JTF (just the facts): A total of 39 black and white photographs, framed in white/black and matted/unmatted, and hung against cream colored walls in the main gallery space, the smaller side room, and the entry area. 26 of the works are gelatin silver prints, including 3 contact sheets, made between 1947 and 2004, with many of the older images reinterpreted/reprinted in 1994. Physical sizes range from roughly 9×7 to 40×30 (or reverse), and editions sizes run from unique to as many as 25. 9 of the works are platinum prints, made between 1950 and 1996, with some once again reinterpreted in 1994. The platinum prints are generally sized 30×24 (or reverse) and are available in editions of 15. The final 4 works are archival pigment prints, made between 1950 and 1960, and reinterpreted in 1994. These prints are sized between 40×24 and 58×42 are available in editions of 12. (Installation shots below.)
Comments/Context: Edwynn Houk has recently taken over the representation of the estate of Lillian Bassman, and this survey show provides a succinct first level introduction to her career in fashion photography. Bassman’s story is really an aesthetic before and after tale, with two distinct sections to her artistic output. And while the exhibit doesn’t make this evolutionary two-step particularly distinct, it’s worth looking for, if only to recognize how revolutionary her later work became.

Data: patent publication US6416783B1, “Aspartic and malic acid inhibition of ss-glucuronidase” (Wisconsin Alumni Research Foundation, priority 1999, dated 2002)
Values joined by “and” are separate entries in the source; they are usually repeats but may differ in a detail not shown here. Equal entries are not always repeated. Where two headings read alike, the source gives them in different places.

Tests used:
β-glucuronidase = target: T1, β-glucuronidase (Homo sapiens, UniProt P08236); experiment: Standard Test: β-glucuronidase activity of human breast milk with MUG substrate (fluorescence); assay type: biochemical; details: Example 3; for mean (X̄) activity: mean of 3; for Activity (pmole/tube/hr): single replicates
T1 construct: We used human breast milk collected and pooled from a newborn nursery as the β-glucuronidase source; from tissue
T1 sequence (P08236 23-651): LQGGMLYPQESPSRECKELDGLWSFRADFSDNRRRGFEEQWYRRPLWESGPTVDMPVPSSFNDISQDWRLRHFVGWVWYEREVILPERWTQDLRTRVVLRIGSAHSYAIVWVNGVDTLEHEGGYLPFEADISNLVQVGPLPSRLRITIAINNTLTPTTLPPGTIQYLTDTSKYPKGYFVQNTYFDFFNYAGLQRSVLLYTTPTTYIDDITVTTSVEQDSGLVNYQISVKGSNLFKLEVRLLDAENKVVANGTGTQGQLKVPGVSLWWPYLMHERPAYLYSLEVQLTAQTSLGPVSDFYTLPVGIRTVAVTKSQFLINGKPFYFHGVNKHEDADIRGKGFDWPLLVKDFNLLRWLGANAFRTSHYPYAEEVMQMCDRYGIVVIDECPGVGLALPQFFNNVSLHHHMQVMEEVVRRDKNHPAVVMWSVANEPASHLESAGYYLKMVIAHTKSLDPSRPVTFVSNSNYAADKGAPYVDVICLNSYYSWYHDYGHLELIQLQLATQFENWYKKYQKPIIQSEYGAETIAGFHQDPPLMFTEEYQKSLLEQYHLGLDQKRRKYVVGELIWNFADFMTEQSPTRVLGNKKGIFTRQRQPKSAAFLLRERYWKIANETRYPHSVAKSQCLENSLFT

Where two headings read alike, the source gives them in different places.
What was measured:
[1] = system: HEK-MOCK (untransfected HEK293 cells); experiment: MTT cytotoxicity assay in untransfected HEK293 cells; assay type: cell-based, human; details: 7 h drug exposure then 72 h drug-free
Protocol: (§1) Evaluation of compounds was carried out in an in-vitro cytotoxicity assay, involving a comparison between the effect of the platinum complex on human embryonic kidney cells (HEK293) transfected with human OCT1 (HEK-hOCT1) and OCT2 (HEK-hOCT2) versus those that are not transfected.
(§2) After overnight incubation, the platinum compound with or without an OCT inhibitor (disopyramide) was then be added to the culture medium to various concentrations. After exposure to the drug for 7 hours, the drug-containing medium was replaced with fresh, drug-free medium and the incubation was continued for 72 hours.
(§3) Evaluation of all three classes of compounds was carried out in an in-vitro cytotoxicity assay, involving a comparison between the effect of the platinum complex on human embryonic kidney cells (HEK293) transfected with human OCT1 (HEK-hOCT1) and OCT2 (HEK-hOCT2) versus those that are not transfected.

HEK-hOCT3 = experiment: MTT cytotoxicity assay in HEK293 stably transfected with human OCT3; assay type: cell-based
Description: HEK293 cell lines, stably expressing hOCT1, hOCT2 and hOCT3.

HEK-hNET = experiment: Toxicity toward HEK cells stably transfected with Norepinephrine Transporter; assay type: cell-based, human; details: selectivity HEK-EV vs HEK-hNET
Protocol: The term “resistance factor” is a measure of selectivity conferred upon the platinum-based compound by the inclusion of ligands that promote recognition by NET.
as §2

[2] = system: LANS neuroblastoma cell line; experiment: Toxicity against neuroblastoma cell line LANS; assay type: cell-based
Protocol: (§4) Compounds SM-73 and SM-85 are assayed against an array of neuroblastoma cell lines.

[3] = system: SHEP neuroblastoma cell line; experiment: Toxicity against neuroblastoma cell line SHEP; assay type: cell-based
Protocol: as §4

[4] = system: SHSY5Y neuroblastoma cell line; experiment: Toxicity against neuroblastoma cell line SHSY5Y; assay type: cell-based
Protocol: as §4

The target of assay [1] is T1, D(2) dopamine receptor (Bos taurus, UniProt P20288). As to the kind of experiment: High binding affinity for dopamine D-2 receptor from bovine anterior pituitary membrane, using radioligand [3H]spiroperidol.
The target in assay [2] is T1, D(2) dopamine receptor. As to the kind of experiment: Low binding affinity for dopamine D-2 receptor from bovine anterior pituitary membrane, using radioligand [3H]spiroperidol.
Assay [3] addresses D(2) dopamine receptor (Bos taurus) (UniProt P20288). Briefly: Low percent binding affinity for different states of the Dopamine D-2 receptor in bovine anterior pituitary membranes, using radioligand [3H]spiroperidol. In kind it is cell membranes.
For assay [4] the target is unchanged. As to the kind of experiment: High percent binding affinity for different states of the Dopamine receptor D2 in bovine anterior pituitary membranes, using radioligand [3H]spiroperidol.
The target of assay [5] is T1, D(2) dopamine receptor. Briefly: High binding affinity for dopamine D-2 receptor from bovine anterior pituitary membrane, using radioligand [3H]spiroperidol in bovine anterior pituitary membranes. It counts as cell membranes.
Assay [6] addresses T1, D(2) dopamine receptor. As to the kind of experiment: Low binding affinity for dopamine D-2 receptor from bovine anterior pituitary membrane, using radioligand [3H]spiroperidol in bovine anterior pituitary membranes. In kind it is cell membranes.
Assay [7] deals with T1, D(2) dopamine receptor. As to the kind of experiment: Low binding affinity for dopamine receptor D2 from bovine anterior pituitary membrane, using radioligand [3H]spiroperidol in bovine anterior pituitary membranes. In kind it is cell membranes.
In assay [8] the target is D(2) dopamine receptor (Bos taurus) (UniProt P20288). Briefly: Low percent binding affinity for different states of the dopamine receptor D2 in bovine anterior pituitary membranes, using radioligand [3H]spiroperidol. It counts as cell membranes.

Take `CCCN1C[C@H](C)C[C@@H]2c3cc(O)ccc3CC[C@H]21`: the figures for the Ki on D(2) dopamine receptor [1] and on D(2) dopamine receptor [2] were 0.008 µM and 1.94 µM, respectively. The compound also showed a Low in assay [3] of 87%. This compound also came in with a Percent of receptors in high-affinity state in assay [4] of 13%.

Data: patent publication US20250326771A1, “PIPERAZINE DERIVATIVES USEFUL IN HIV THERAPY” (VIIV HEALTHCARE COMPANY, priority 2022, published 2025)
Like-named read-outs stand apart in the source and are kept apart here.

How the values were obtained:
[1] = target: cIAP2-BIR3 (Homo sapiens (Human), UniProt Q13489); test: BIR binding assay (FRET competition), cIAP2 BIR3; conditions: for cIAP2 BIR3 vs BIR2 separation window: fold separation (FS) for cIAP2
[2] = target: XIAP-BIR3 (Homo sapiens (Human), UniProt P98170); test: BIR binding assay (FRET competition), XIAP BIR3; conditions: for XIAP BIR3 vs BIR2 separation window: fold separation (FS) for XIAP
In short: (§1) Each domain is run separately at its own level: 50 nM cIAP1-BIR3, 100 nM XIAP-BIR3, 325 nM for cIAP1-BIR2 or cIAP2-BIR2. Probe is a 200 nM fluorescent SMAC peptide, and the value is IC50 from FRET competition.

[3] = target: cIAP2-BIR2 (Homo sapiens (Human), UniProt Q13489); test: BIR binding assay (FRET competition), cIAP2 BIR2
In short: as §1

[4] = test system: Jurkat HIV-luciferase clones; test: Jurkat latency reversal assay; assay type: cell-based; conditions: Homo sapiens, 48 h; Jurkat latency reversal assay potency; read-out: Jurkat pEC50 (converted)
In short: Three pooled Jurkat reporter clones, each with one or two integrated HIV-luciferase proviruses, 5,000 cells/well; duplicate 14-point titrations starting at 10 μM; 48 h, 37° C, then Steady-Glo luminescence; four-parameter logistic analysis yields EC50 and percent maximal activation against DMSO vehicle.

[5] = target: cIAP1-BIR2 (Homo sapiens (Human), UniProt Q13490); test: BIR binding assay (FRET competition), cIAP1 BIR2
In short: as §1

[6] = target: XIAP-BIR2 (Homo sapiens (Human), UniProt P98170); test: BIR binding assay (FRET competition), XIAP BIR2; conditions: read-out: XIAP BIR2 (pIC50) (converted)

The backstory to Bassman’s art goes something like this. In the first phase, she trained under Alexey Brodovitch, ultimately working as an art director and photographer, with her images routinely appearing in Harper’s Bazaar from the late 1940s to the early 1960s. Her early works from this period are traditionally crisp and meticulously staged, but over the subsequent years, she introduced various softening techniques in the darkroom, smoothing out the lines and increasing the contrast via various bleaching and toning techniques. But by the early 1970s, she had had enough of the commercial fashion world, so she left the industry and destroyed most of her negatives and prints. The second phase of her career began some twenty years later in the mid 1990s, when a box of old negatives was rediscovered and she began to reinterpret them. With an increased sense of freedom, she took her impressionistic manipulations further, transitioning to digital effects as the technology changed. At the end of her life, the unique innovations in her work were finally being recognized.